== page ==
Description and General Information:
The genus Ypsilandra contains six species. Ypsilandra thibetica is perhaps the most well known of this relatively newly described genus. Hailing from SW China, this species is found on shaded, mossy slopes in forested areas. Plants produce an evergreen rosette of lance-shaped, lily-like leaves up to 15 cm long. Flowering starts in March in milder areas to as late as May in colder. The blossoms are held in a dense spike, 15 cm tall when they first start to open, but elongating 30-45 cm by the time they set seed. Individual six-petalled, nodding flowers are creamy white to pale ice-blue, with contrasting darker blue anthers. The flowers are highly fragrant, reminiscent of vanilla. Overall it appears similar to the better known Helionopsis orientalis, to which it is related.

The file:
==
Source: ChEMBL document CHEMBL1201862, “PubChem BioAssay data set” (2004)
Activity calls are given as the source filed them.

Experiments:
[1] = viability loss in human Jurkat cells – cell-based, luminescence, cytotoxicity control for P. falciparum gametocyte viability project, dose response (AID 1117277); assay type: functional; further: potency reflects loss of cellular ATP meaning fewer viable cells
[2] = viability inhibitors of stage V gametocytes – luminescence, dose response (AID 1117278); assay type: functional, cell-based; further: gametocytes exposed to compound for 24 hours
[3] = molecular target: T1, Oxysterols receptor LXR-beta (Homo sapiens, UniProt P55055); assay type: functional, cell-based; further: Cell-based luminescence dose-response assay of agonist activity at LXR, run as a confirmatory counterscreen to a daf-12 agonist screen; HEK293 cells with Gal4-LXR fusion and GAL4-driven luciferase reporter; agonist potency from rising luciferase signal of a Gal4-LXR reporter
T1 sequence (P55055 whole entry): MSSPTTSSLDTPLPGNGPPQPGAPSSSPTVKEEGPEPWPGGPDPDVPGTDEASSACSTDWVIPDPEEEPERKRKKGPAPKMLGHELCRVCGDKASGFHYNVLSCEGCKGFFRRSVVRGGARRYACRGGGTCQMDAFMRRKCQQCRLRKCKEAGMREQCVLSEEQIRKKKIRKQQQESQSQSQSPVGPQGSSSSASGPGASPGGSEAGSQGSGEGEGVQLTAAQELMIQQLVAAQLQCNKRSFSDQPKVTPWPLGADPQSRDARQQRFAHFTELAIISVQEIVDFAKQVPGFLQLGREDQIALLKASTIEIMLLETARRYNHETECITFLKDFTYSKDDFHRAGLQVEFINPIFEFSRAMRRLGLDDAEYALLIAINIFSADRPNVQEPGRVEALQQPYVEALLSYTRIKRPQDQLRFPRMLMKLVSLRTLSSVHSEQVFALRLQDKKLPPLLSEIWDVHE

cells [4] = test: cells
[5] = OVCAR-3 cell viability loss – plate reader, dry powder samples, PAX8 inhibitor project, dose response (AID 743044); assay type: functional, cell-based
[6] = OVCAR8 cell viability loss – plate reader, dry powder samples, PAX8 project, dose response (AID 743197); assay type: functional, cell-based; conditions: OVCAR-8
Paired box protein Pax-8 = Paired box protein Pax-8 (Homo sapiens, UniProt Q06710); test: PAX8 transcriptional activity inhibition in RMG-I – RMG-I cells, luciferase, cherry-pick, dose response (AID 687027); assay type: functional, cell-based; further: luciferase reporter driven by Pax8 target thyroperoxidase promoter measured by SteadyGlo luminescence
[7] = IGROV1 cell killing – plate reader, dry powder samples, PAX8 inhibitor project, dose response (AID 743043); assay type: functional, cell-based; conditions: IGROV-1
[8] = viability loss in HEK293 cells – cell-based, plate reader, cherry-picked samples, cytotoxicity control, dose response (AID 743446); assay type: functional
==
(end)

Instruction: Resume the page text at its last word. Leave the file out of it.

Ypsilandra prefers organic-rich, evenly moist but well-drained soil in a shady situation. Zone 6.
March to May
Seed, division, leaf cuttings
Seed is best sown as soon as ripe. Leave outside for the winter
Take leaf cuttings in early spring before flowering. Remove a leaf, inserting the base AND the tip into a gritty-peaty mix. New plantlets should develop at the tip.
Larger clumps my be dug and divided after flowering.